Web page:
Take the 2-minute tour ×
Stack Overflow is a question and answer site for professional and enthusiast programmers. It's 100% free, no registration required.

I doing a function in Javascript like the VisualBasic DateDiff.

You give two dates and the returning time interval (Seconds, Minutes, Days, etc...)

DateDiff(ByVal Interval As Microsoft.VisualBasic.DateInterval, _
  ByVal Date1 As Date, ByVal Date2 As Date) as Long

So what's the best way to calculate the difference of Javascript Dates?

share|improve this question
1  
Duplicate: stackoverflow.com/questions/41948/… –  Vincent Robert Nov 29 '08 at 11:53
add comment

2 Answers 2

up vote 39 down vote accepted

Use the Date object like so:

function DateDiff(var /*Date*/ date1, var /*Date*/ date2) {
    return date1.getTime() - date2.getTime();
}

This will return the number of milliseconds difference between the two dates. Converting it to seconds, minutes, hours etc. shouldn't be too difficult.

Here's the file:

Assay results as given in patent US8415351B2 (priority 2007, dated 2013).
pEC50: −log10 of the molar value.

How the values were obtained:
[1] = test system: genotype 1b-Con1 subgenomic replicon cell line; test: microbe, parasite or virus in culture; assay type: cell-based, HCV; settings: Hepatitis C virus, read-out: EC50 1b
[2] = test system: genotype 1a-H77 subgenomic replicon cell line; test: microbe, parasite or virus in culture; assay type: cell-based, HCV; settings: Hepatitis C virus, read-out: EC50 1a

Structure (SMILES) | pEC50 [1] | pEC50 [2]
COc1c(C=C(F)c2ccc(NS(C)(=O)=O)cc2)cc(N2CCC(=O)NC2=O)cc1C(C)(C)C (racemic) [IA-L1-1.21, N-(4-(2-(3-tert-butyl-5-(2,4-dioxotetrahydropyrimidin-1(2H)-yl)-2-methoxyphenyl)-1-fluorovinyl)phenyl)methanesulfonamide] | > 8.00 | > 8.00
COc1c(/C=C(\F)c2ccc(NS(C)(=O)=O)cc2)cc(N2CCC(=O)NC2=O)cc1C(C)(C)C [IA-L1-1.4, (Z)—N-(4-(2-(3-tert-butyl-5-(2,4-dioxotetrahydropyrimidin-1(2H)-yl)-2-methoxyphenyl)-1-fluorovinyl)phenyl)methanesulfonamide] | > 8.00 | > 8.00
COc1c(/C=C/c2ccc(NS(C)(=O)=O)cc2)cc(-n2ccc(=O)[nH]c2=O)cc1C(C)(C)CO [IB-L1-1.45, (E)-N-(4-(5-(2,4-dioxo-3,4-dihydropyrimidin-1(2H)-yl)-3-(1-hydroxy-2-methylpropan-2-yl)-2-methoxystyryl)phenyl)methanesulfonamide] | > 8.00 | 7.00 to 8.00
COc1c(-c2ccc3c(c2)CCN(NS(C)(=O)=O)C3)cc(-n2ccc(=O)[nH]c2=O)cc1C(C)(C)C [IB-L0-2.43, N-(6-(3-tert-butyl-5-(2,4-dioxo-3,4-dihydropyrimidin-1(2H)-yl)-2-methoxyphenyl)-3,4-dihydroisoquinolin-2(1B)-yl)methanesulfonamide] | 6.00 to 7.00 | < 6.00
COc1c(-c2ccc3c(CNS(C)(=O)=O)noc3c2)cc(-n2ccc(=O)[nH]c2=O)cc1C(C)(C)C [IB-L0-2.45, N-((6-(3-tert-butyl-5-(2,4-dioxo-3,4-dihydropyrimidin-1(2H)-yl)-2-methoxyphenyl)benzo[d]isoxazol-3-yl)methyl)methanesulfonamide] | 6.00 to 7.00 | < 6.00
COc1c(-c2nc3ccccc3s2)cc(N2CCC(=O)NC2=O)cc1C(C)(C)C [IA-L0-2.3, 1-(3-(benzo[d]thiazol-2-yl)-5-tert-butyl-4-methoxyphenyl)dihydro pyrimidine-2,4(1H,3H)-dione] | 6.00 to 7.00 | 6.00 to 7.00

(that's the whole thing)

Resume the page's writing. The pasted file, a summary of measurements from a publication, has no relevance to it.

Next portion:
share|improve this answer
20  
You don't need to use getTime. If you just do return date1 - date2;, the result is the same. (And that's not an implementation-specific thing, it's in the spec, although somewhat indirectly). –  T.J. Crowder May 27 '10 at 13:00
2  
I would recommend using return date2.getTime() - date1.getTime(); so the order of the dates is as expected (otherwise a negative number will be returned). –  kingjeffrey Aug 10 '11 at 19:19
1  
This answer is accepted, but is wrong, unfortunately. Try the code new Date(new Date()-new Date()); –  Peter V Dec 3 '11 at 2:32
2  
@PéterVarga Why are you wrapping it in another new Date()? In the case you describe the result the OP is interested in is 0, not new Date(0); –  alnorth29 Sep 24 '12 at 22:19
    
A more accurate solution: stackoverflow.com/a/15289883/351947 –  Rafi B. Jun 16 '13 at 11:53
add comment

If you follow this tutorial, one way is to use:

Date.getTime()

You will find a full javascript function here, complete with date validation.

share|improve this answer
add comment

Your Answer

 
discard

By posting your answer, you agree to the privacy policy and terms of service.

Not the answer you're looking for? Browse other questions tagged or ask your own question.